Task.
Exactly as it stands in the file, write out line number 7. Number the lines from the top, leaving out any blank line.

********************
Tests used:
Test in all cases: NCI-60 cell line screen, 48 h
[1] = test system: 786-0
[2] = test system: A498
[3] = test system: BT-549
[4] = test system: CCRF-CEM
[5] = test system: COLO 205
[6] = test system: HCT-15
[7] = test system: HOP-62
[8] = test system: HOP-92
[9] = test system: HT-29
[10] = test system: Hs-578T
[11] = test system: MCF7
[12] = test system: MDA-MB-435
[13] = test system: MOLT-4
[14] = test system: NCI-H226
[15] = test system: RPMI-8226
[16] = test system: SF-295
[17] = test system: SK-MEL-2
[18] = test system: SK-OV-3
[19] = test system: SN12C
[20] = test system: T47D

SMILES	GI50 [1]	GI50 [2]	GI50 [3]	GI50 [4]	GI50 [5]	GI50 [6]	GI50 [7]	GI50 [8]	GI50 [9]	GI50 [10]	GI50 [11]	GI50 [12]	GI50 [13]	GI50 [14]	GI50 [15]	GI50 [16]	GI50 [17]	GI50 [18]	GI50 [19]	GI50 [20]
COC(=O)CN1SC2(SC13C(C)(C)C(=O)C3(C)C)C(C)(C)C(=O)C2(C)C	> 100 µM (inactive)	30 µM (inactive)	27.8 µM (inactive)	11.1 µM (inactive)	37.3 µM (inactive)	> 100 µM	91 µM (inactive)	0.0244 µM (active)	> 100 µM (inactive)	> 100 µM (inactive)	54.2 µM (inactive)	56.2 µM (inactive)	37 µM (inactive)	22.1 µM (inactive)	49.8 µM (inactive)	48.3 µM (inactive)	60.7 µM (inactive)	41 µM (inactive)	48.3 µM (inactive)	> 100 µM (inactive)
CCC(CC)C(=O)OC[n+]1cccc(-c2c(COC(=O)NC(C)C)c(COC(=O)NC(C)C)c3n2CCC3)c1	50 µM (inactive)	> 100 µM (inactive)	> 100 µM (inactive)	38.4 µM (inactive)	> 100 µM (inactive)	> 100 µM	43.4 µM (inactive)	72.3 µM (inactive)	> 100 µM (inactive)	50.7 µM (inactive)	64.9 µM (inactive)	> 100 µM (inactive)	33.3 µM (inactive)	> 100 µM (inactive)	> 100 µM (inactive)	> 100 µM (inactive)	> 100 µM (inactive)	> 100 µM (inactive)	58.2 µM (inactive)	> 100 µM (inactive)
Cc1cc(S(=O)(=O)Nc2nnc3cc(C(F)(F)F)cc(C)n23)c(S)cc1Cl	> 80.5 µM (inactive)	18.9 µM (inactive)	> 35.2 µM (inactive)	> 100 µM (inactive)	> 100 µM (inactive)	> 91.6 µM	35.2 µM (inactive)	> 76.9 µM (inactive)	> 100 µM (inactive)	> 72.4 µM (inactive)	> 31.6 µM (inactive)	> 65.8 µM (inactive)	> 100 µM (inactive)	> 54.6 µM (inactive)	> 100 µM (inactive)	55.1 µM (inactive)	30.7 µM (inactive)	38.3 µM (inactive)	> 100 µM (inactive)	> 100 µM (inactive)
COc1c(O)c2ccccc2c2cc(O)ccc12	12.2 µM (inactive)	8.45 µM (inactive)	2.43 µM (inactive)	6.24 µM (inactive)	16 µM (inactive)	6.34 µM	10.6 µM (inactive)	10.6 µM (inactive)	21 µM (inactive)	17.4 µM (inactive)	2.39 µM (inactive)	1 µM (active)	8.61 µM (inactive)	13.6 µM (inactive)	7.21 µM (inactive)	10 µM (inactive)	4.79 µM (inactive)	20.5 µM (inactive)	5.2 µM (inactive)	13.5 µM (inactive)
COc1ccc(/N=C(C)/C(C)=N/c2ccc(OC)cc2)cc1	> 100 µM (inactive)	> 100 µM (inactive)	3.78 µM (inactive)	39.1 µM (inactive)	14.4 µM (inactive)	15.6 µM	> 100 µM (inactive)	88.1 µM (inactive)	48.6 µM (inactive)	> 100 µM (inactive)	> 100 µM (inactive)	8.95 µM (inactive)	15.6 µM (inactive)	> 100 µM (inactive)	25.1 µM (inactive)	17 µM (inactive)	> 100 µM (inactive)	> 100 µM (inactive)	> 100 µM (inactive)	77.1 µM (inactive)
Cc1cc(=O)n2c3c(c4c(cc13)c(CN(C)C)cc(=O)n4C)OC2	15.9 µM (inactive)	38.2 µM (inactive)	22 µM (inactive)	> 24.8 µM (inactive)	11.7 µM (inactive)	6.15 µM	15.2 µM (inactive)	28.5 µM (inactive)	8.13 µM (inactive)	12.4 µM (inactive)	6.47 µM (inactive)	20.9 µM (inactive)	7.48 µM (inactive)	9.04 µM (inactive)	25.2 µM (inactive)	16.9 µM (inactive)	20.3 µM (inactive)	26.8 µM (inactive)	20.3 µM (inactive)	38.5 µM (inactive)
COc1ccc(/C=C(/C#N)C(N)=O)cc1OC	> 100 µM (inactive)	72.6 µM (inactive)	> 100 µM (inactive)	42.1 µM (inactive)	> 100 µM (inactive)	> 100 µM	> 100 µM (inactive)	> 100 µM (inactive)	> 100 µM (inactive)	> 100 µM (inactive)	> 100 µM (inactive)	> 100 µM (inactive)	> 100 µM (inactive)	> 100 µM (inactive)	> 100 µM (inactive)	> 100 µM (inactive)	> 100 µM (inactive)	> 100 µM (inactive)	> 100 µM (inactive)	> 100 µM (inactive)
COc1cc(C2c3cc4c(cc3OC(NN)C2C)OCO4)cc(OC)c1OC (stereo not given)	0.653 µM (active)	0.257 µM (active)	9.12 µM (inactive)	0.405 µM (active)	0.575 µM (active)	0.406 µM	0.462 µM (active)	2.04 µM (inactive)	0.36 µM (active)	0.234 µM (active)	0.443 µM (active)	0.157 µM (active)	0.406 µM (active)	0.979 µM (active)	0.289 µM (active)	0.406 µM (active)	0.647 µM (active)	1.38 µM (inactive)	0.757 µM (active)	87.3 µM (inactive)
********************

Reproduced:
[5] = test system: COLO 205